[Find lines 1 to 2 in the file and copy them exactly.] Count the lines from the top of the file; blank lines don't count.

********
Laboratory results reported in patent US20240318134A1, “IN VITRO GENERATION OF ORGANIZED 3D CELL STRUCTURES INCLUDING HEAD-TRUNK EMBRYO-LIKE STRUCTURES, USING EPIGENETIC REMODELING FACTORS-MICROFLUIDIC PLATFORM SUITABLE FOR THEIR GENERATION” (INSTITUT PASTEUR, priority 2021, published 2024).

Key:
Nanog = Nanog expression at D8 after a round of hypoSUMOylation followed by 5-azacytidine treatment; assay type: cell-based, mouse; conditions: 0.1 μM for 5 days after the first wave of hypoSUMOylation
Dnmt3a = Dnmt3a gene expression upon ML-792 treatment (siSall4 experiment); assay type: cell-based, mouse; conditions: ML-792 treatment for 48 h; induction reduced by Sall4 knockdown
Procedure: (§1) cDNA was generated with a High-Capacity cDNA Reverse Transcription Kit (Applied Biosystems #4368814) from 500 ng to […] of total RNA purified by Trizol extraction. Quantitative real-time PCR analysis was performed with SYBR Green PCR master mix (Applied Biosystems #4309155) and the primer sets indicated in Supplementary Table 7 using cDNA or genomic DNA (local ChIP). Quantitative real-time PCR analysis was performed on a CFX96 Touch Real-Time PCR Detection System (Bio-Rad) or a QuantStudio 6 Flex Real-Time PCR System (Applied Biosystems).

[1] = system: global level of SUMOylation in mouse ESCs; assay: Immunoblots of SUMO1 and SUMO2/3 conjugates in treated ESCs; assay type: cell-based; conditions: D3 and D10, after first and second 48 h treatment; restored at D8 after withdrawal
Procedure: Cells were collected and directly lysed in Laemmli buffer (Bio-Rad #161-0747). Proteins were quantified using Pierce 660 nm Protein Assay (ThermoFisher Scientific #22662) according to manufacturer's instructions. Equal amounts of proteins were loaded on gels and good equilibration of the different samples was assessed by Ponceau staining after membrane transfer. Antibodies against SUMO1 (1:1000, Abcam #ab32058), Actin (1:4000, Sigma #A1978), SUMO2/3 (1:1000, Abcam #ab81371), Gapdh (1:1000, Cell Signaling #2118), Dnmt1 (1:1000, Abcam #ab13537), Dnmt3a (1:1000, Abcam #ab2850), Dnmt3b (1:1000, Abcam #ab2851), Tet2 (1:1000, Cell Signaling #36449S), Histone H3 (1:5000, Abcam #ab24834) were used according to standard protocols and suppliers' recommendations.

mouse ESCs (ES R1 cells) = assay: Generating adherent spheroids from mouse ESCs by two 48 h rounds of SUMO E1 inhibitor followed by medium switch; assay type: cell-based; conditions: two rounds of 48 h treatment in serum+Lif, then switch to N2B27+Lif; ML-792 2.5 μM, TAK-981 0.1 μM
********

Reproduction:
Laboratory results reported in patent US20240318134A1, “IN VITRO GENERATION OF ORGANIZED 3D CELL STRUCTURES INCLUDING HEAD-TRUNK EMBRYO-LIKE STRUCTURES, USING EPIGENETIC REMODELING FACTORS-MICROFLUIDIC PLATFORM SUITABLE FOR THEIR GENERATION” (INSTITUT PASTEUR, priority 2021, published 2024).

Key: